|For Further Information Contact:|
|William R. Steinhaus, County Executive|
Poughkeepsie… Dutchess County Executive William R. Steinhaus today launched a major initiative to strengthen and upgrade the county's public safety, emergency services and "first responder" capability and capacity. The "Campus Master Plan" initiative will provide substantial upgrades, rehabilitation and expansion at the Dutchess County 911 Center, Emergency Operations Command Center (EOC) and Emergency Operations Training Facility for fire, police and emergency services volunteers and professionals. The county facility is located on Creek Road in the Town of Hyde Park.
Steinhaus said, "This project is really about making stronger and more effective our 'first responder' capacity in Dutchess County. I believe our prime responsibility as public officials is public safety and to ensure Dutchess County has adequate facilities, equipment and resources to respond not only to the day-to-day emergencies in our communities, but also the more serious or catastrophic situations caused by weather or possible terror events. One of my top priorities is to provide the training facilities we need for the effective training of our volunteer and professional fire, police and emergency services staff all across our county." The Executive noted key elements are the planned upgrades to the learning facilities for both classroom and hands on training -- including facilities for specialized police training based on the FBI Academy approach to provide practical, realistic, and urban training experiences -- including simulated urban buildings.
This multi-phase plan will be implemented over the next five years, with the first phase scheduled for 2006 and 2007 at a cost of $6.8 million. Phase One will include the construction of a major addition to the building for an enhanced Emergency Operations Command Center (EOC); upgrade and expansion of the classroom training areas; and the necessary modernization of the utilities and communication infrastructure. Phase Two, presently scheduled for 2008 and 2009, will include an upgrade to the training Center with state-of-the-art props and a multi-functional ‘Learning Lab’ for fire and police and the expansion and upgrading of the hazardous material operation and storage facility. Phase Three will include security and grounds work to complete the overall facility and grounds requirements. The total estimated cost for the three phases is expected to be about $9.5 million.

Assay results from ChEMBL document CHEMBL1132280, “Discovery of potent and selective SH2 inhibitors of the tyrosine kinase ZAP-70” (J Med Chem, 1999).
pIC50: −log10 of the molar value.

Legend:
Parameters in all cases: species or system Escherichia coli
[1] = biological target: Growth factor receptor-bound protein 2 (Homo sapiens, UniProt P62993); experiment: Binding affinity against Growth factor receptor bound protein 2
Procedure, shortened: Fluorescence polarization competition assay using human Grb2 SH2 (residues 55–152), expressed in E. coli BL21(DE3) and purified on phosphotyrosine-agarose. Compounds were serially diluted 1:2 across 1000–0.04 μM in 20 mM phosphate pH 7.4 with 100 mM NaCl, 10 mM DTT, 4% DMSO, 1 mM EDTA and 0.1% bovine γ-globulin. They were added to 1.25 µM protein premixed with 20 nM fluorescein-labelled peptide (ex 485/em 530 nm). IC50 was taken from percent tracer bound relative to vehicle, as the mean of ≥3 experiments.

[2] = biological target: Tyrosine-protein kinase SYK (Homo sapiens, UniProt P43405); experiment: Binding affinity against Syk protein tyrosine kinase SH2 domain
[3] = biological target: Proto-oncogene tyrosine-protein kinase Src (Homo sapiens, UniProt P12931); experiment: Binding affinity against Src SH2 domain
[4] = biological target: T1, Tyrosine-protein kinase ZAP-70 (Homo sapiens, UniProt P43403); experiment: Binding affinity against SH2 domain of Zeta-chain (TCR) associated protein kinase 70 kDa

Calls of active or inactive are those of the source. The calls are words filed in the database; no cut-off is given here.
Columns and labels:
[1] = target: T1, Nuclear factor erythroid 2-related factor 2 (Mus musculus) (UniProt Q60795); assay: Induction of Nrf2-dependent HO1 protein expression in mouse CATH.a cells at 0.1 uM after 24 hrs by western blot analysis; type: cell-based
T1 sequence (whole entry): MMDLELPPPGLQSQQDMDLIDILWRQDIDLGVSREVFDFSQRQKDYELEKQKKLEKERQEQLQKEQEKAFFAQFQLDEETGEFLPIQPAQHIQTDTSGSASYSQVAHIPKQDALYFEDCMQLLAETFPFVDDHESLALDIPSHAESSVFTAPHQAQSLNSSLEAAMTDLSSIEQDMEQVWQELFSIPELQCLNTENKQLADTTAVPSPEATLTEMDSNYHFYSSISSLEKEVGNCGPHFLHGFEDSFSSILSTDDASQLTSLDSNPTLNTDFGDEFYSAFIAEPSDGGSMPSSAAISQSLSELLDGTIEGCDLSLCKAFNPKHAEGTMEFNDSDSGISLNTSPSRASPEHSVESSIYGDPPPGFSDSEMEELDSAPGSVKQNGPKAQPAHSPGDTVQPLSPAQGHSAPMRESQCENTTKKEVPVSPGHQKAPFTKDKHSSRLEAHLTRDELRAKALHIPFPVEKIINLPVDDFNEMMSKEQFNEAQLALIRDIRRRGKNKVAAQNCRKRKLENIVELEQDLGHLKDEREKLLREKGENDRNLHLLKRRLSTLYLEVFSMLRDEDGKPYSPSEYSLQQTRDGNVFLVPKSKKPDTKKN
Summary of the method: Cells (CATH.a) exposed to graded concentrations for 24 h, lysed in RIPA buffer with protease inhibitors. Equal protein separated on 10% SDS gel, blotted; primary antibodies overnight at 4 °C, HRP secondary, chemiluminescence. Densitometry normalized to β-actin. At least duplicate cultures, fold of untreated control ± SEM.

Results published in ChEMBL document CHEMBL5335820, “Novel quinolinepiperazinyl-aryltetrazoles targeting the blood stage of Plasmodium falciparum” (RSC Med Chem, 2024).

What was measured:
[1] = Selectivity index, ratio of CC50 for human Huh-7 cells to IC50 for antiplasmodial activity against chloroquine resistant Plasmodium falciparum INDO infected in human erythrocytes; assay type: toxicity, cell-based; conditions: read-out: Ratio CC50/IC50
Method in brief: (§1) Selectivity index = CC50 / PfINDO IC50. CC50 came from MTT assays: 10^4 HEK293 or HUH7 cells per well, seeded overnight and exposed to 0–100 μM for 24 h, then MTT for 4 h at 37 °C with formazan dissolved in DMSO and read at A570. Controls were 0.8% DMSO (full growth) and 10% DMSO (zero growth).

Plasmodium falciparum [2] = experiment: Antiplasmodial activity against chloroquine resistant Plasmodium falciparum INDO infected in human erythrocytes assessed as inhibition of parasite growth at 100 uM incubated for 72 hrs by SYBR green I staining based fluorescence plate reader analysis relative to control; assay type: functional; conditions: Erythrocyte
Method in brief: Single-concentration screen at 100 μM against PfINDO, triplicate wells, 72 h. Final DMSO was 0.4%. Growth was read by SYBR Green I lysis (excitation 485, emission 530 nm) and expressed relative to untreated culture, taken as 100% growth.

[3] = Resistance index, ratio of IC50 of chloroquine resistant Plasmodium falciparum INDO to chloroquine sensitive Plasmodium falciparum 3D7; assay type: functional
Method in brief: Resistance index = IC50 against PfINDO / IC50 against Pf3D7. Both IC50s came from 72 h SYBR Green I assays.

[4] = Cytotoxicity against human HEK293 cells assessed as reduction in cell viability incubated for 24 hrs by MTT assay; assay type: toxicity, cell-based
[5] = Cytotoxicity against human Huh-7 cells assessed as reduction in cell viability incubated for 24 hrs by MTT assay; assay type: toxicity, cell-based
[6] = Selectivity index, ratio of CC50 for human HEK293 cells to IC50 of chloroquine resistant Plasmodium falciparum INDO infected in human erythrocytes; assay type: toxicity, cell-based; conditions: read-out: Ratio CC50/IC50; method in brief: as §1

Ron Knapp, City of Poughkeepsie Police Chief stated, “The proposed campus plan for the D.C. Department of Emergency Response is a major enhancement to the county’s ability to respond to critical incidents. The benefits gained from this collaboration of services will far out way the initial expense. I commend County Executive Steinhaus and all others who have taken part making this a worthwhile project”.
Steinhaus added, "It is also my belief Dutchess needs a modern Emergency Operations Command Center (EOC) with the capacity to efficiently manage a major emergency event including the technology and communications equipment so essential to a successful coordination by agencies at all levels of government -- local, state, and federal. We all very sadly witnessed in New Orleans what can happen without adequate 'command and control' and proper preparation.”
Also planned at the 911 Center campus are new storage facility garages for our HAZMAT -- Hazardous Materials Response - and Fire Investigation Vehicles, along with Weapons of Mass Destruction Trailers.
Richard Giuliani, President of the Dutchess County Fire Chief’s Council, expressed his support of the campus master plan proposal “The expansion and enhancement of the campus will be a significant improvement for the fire service in Dutchess County. Bill Steinhaus, DeWitt Sagendorph and his staff have always been supportive of the fire and EMS services in Dutchess County, and this is another example of that support.”
The four term County Executive noted, "We have seen first hand during the 9/11 terrorist attacks and most recently with the devastation of Hurricane Katrina just how important the local 'first responder' system is for a community response to a disaster. It is important to emphasize that ‘all disasters are local’ and that for the first 48 to 72 hours it is the local infrastructure of emergency responders that is most critical to the health and safety of residents.”
"We live in a rapidly changing world and I believe Dutchess County needs to be prepared to respond to any emergency event that may confront us. That is why I feel so strongly about this project moving forward," the Executive concluded.
A bond resolution for $6.8 million for Phase One has been submitted to the DC Legislature for review and action on the proposal.